Watercolor Landscape

This watercolor starts with light pencil drawing of the lines of ground, mountains, and sky.  The pencil lines are guidelines for the watercolor layers.  Students must paint each layer of the painting without the colors mixing.  They must leave a thin, white space of paper between colors.

We usually talk about abstract art. We discuss that abstract paintings can look like different things to every person.  I ask questions to try to open their minds to some appreciation of abstract art.

Hex Signs

We lived in Boyertown, PA for 7 years, and we saw plenty of hex signs on barns everyday.  There are more towards Kutztown and surrounding rural areas.  Hex signs are only found in this area of PA and are a tradition of the Pennsylvania Dutch (not the Amish).  We usually start the lesson with examples of hex signs, mostly from things I have collected from the annual Kutztown Festival.  We use a ruler and compass to help the design to be symmetrical. I print out the other elements that are used in Hez sign designs and their meanings: diselfink, rosette, scallop, star, oak leaf, tulip, heart, pentagram. This is usually the first time artists have used a compass in art, so I give them plenty of practice paper to make circles. We use stiff bristol for the finished work.  Hex signs are very colorful, so we use colored pencil or crayon, and paint will work great.

Underwater Watercolor

Do the Gelly Roll

I love this project!  This project is a large size 'doodle' on black paper using metallic 'Gelly-Roll' markers (available at scrapbooking stores and Michaels).  High quality black paper works the best with the roll markers.  Black construction paper is too textured and is not acid free. I usually give an assignment as an ideas starter, for example, a pet or flower to start.  The students are to 'doodle' in the background of the initial drawing, using repeating patterns and connecting objects.  These markers have to be held at a 90 angle, and can be tricky for beginners.

Smelly Marker Still Life

New students love this project. I always make them laugh introducing the markers.  Students don't believe how they smell!  These markers are great for impaired art students.  They can smell the black licorice before they draw with it.
 I have them draw all kinds of fruit with pencil first on a seperate sheet of paper.  We color the fruit with the scented markers, exploring each scent as we color.  I have a collection of wallpaper sample books that we use to cut out the vase shape.  The fruit and vase gets glued onto stiff paper. I usually draw the background wall design and table after everyting is glued.

One Dot at a Time

In my bead classes, I often say to new students, "you have to string one bead at a time".  In this art class, I always repeat, "one dot at a time" as a mantra for my young students.  They have a tendency to rush, making each dot a stripey, sloppy line.  This is a great project for intermediate students with the ability to work for 3 or more hours on one project.  The placement of dots can seem calming, like knitting or running.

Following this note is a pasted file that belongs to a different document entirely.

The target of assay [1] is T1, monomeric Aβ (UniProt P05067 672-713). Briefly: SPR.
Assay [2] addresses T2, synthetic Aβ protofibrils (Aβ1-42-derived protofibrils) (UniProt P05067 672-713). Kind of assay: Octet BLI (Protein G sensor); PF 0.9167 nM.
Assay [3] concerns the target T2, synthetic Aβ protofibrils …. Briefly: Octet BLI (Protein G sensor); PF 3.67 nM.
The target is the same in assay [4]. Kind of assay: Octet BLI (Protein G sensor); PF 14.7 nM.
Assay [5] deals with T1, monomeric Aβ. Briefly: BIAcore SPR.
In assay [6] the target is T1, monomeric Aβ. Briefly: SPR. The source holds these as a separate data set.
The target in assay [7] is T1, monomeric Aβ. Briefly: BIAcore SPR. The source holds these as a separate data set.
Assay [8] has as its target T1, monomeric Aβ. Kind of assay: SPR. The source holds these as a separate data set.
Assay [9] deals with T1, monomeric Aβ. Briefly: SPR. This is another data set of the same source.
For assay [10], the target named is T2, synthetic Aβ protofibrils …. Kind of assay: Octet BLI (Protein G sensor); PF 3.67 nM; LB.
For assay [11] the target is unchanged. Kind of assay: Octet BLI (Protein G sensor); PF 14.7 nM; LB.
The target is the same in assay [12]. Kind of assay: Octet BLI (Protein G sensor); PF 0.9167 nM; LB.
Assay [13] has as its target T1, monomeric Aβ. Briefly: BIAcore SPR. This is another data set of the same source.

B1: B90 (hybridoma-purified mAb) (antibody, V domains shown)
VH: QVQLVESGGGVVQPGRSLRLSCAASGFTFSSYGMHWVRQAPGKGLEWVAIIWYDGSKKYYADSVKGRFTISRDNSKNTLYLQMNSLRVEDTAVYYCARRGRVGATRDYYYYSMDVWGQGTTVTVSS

I was introduced to pointalism in my high school art class, and continue to use the technique within drawing textures with pencil and adding depth to watercolor.  Using pencil to sketch the idea very lightly, we layer fine-tipped marker dots, gradually blending colors. I remind the students that you cannot erase mistakes.  This is an additative process.  Make darker lines by placing the dots close together. I usually work small;10X10.

Rolling Landscapes

I don't tell the students what we are drawing when I give them the directions for this artwork: Hold your paper portrait and make 7 wavy lines, letting your natural top-to-bottom hand motion create the rolling hills.  Turn your paper landscape and draw 3 mountains.  Add 5 trees (no lollipop trees), 3 patchwork fields, 1 barn, 3 animals, and 1 fence. (barn, trees, and animals must be smaller than mountains)
I often let the students do anything else extra creative as long as their drawings have the few required items.  These suggestions help younger students be creative and help them to fill the page. We finish with marker outlines and colored pencil.

Hand Drawings

This hand drawing project I use as a first project and to get to know new students. Hands are very personal and this is an easy talk-while-you-work project. I either trace students hands with a pencil, or have them do their own.   Students are to use pencil to cover the inside of the palm and fingers with a repeated design or many repeated designs.  We discuss repeating patterns and designs and look for them in clothing, wallpaper, and in the classroom.  I usually give ideas to students and this pattern sheet is great for inspiration.  Final work can be colored pencil or marker. I usually date the back of the works because the hand tracing can be a momento.

This very talented student loves to draw from life, especially Littlest Pet Shop toys. His favorite color is red. He wants to draw a black panther during next class.

Owl Drawings

Owl Drawings

This owl drawing begins with color photos of real owls as research and inspiration.  I often encourage the combining of elements from two different photos for individual drawings.  For example, the branches of one photo and the owl of another photo.  Start by drawing branches for for the owl to perch, one in foreground, one in background.  By drawing the owl lightly with pencil, make sure that the tail is 1/3 or 1/4 the length of the owl itself, and the tail hangs down below the branch it is sitting on.  Discuss symmetrical eyes and talons. I use this as a chance to work on drawing branches, suggesting thick to thin lines, long and short lines. Finish by layering colored pencil.